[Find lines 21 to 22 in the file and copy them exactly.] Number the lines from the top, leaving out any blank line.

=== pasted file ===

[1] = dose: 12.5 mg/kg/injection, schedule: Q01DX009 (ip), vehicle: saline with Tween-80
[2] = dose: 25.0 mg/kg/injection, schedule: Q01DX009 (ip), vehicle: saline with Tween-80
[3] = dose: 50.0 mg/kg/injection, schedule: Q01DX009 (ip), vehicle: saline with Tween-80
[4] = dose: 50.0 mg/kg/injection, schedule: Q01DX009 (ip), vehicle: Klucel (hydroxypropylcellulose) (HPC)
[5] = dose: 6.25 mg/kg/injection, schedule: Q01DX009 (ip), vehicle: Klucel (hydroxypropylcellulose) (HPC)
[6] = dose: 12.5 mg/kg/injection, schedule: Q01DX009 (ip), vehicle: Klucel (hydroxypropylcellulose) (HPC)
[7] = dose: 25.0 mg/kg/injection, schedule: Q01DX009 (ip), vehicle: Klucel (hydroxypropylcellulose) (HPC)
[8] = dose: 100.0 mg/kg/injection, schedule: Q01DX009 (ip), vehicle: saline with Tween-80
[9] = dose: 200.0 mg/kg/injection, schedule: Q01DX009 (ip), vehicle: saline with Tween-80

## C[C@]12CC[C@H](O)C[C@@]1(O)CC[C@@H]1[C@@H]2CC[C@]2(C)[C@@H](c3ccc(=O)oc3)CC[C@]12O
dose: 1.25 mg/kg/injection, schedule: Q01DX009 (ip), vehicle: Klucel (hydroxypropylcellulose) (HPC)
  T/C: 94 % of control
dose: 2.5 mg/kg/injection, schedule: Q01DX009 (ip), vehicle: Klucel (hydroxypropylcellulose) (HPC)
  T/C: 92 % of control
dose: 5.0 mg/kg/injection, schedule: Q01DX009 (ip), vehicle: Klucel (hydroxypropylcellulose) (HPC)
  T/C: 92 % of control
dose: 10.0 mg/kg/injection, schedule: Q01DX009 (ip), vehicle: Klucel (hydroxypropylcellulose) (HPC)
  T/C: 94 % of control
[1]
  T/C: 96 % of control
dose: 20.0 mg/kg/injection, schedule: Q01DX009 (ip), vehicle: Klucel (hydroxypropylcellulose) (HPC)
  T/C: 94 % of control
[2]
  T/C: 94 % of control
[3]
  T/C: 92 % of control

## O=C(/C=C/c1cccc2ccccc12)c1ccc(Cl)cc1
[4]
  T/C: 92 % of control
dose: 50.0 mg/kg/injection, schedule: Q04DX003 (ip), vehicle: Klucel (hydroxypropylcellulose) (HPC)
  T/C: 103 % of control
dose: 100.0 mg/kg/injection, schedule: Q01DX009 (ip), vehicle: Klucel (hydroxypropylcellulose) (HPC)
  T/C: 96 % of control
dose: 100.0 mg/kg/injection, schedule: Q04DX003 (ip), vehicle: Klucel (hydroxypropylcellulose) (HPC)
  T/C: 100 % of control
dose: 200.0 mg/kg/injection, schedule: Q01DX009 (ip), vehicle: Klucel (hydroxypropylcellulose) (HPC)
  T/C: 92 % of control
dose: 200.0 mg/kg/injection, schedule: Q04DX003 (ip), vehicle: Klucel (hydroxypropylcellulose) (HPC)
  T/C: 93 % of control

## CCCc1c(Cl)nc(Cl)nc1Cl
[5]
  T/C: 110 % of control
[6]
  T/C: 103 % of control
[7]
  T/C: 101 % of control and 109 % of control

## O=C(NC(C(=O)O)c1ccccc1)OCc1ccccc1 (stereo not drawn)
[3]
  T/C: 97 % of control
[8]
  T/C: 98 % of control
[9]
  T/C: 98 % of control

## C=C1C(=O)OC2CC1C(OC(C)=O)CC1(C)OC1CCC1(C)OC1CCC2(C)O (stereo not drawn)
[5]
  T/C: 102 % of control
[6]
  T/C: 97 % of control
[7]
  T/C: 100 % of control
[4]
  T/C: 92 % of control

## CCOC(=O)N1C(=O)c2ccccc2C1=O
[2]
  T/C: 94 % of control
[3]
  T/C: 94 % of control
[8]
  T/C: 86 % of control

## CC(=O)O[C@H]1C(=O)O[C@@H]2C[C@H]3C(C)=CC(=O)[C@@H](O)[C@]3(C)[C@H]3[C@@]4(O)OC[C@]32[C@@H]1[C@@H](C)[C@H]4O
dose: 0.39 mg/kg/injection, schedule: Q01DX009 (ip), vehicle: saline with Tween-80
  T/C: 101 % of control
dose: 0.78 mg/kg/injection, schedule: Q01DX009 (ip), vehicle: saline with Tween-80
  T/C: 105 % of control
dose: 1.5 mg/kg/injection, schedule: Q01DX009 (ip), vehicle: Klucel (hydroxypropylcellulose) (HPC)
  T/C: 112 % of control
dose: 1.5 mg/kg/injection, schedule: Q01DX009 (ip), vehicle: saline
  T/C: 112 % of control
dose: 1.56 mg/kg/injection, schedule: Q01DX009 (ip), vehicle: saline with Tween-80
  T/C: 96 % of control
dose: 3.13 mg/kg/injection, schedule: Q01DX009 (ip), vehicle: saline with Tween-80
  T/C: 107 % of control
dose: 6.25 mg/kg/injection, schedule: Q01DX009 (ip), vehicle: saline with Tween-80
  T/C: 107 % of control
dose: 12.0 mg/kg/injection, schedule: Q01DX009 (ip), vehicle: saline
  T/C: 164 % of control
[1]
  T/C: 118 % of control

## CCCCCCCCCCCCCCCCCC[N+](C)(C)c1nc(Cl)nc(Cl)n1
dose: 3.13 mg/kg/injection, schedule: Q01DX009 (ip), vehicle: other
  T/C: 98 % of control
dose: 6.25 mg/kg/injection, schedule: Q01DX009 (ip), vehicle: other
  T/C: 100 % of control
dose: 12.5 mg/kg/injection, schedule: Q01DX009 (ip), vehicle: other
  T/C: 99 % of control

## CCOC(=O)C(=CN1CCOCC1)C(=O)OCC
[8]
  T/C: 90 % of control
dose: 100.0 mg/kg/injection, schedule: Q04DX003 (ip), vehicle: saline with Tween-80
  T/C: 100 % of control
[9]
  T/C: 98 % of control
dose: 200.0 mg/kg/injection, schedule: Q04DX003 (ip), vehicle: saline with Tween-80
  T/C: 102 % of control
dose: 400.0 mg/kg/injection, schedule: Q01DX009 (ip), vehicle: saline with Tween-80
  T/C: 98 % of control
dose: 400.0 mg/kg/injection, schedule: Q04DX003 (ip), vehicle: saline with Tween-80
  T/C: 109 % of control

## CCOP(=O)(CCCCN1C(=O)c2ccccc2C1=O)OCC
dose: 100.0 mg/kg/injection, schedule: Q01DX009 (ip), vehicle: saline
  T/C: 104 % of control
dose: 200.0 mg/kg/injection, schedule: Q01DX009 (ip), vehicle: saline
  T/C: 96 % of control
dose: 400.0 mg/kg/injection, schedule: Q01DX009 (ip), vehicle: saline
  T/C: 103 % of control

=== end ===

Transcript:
dose: 20.0 mg/kg/injection, schedule: Q01DX009 (ip), vehicle: Klucel (hydroxypropylcellulose) (HPC)
  T/C: 94 % of control